Nov 262013

My Goodness! Am I halfway through this series already?
I so greatly enjoyed sharing my rare finds and my loved
legends I study so frequently. See,THIS IS WHY I love this job!
Sometimes it seems a funeral or a wedding are the only reasons
all of Nashville converge in one used to be the Opry.

As always here is a recap of my past people who earned spots

20.Little David Wilkins
19.Glenn Douglass Tubb
18.Autrey Inman
17.Ralph Mooney
16.Elton Britt
15.Grant Turner
14.Johnny Russell
13.Bobby Edwards
12.Sonny Burns
11.Big Al Downing
10.Riley Puckett

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Well Well Well…whom do you think is number 9?
I’ll give you a hint…the Opry.
Number 9 is the very man who created the whole thing and one of country music’s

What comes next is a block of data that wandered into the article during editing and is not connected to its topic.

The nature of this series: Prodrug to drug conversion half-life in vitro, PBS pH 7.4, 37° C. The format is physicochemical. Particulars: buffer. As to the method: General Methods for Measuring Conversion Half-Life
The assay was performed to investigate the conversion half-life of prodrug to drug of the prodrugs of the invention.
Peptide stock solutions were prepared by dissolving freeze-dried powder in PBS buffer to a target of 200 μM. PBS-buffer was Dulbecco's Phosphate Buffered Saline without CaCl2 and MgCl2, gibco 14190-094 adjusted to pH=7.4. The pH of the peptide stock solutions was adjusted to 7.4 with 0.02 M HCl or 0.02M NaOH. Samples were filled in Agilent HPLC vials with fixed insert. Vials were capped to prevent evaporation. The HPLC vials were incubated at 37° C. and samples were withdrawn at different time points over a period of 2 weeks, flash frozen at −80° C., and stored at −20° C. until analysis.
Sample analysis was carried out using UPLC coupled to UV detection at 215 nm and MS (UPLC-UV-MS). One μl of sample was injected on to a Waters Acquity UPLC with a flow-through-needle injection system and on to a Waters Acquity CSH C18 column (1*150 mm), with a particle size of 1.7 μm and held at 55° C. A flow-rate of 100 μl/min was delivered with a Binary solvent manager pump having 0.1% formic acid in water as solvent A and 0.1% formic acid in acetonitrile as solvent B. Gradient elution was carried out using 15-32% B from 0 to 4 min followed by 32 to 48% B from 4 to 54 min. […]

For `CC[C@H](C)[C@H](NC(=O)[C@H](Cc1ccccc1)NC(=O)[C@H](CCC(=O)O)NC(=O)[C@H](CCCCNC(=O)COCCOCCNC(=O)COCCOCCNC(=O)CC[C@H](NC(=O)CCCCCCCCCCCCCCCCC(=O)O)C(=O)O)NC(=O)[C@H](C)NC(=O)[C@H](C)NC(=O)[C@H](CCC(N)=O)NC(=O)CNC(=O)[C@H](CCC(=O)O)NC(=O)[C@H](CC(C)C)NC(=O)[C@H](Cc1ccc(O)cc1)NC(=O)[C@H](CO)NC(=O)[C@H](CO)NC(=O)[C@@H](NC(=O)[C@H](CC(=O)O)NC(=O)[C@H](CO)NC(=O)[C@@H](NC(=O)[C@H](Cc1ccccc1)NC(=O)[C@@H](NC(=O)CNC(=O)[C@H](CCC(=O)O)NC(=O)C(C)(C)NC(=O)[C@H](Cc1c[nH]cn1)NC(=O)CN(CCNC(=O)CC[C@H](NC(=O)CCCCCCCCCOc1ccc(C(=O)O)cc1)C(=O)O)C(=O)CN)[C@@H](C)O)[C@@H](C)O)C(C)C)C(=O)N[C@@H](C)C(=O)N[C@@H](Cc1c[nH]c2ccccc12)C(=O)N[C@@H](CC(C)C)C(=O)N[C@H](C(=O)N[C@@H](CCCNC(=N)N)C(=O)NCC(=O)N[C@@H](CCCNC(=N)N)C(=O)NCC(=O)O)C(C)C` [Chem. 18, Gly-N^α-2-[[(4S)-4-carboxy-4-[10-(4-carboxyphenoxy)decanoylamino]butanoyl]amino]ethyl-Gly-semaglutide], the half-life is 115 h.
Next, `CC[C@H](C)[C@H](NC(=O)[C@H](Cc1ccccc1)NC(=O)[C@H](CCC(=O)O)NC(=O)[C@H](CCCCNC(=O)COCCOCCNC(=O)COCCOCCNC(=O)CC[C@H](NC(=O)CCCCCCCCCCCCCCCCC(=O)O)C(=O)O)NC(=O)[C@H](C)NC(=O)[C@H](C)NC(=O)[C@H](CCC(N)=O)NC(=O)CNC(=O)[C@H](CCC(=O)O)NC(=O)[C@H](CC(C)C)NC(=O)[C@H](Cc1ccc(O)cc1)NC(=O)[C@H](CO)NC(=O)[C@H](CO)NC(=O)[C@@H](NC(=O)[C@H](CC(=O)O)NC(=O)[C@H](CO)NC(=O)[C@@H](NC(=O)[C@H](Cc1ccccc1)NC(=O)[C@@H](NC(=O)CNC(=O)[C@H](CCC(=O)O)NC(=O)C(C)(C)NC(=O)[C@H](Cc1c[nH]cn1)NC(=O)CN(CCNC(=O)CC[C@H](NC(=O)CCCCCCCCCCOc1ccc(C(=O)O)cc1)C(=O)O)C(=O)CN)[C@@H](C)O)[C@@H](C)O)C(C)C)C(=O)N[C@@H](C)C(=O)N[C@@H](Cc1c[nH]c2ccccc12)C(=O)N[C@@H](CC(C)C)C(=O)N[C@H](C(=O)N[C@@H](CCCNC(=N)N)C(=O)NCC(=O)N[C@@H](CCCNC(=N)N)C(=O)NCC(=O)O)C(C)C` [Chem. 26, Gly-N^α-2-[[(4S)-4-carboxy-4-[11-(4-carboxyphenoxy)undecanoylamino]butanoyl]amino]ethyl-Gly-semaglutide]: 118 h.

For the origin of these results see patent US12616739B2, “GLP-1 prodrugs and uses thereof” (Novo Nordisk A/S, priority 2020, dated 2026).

first characters ‘the Solemn Old Judge” George D. Hay.

George Dewey Hay was born November 9th 1895 in Attica Indiana and he founded the WSM-AM based
show The Grande Ole Opry. Today it is the longest running radio show in history and most likely
will never be dethroned.

On his birthday in 1925 he moved to Nashville and began working for WSM. Hay soon announced WSM
would begin featuring “an hour or two” of old timey music every saturday night and thusly
the Opry was born.

It was originally called WSM Barn Dance and he created the Solemn Old Judge and began the
show with “Let Er Go Boys” and blew a trademark train whistle every show.

One of the first performers on the Opry was Harmonica Wizard Deford Bailey largely
overlooked as the first black country star in history.

During the 1930’s he worked on involving the show with NBC and it finally aired
on television for the first time in 1955.
He made a movie about the Opry in 1940 and in 1947 he brought the Opry to
Carnegie Hall.

He was inducted into The Country Music Hall Of Fame in 1966, and shortly after
On May 8th 1968 Country Music lost him at age 72.

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